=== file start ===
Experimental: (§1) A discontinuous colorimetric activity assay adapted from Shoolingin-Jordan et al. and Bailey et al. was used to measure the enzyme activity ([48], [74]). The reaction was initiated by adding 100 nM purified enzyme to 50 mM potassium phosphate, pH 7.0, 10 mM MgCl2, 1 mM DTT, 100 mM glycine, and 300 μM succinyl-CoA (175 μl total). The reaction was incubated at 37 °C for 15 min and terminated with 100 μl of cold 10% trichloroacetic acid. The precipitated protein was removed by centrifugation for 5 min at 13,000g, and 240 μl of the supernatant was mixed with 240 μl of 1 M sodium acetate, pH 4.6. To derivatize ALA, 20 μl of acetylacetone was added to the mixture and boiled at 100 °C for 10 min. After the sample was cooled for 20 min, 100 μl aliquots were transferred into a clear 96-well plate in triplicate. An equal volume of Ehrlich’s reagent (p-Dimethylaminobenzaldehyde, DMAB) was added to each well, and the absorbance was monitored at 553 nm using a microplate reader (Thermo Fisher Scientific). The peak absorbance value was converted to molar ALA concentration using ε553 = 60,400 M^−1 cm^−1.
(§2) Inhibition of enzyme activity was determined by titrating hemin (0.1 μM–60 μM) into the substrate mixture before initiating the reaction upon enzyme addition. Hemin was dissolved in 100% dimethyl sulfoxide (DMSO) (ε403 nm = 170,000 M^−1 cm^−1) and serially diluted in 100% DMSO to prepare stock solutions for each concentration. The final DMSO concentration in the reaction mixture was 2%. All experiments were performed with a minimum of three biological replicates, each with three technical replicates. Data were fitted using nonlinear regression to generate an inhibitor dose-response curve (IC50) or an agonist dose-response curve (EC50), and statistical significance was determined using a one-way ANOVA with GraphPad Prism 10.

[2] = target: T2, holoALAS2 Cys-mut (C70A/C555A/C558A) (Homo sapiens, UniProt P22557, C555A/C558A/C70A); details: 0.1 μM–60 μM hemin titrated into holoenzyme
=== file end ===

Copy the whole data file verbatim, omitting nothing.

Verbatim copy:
Experimental: (§1) A discontinuous colorimetric activity assay adapted from Shoolingin-Jordan et al. and Bailey et al. was used to measure the enzyme activity ([48], [74]). The reaction was initiated by adding 100 nM purified enzyme to 50 mM potassium phosphate, pH 7.0, 10 mM MgCl2, 1 mM DTT, 100 mM glycine, and 300 μM succinyl-CoA (175 μl total). The reaction was incubated at 37 °C for 15 min and terminated with 100 μl of cold 10% trichloroacetic acid. The precipitated protein was removed by centrifugation for 5 min at 13,000g, and 240 μl of the supernatant was mixed with 240 μl of 1 M sodium acetate, pH 4.6. To derivatize ALA, 20 μl of acetylacetone was added to the mixture and boiled at 100 °C for 10 min. After the sample was cooled for 20 min, 100 μl aliquots were transferred into a clear 96-well plate in triplicate. An equal volume of Ehrlich’s reagent (p-Dimethylaminobenzaldehyde, DMAB) was added to each well, and the absorbance was monitored at 553 nm using a microplate reader (Thermo Fisher Scientific). The peak absorbance value was converted to molar ALA concentration using ε553 = 60,400 M^−1 cm^−1.
(§2) Inhibition of enzyme activity was determined by titrating hemin (0.1 μM–60 μM) into the substrate mixture before initiating the reaction upon enzyme addition. Hemin was dissolved in 100% dimethyl sulfoxide (DMSO) (ε403 nm = 170,000 M^−1 cm^−1) and serially diluted in 100% DMSO to prepare stock solutions for each concentration. The final DMSO concentration in the reaction mixture was 2%. All experiments were performed with a minimum of three biological replicates, each with three technical replicates. Data were fitted using nonlinear regression to generate an inhibitor dose-response curve (IC50) or an agonist dose-response curve (EC50), and statistical significance was determined using a one-way ANOVA with GraphPad Prism 10.

[2] = target: T2, holoALAS2 Cys-mut (C70A/C555A/C558A) (Homo sapiens, UniProt P22557, C555A/C558A/C70A); details: 0.1 μM–60 μM hemin titrated into holoenzyme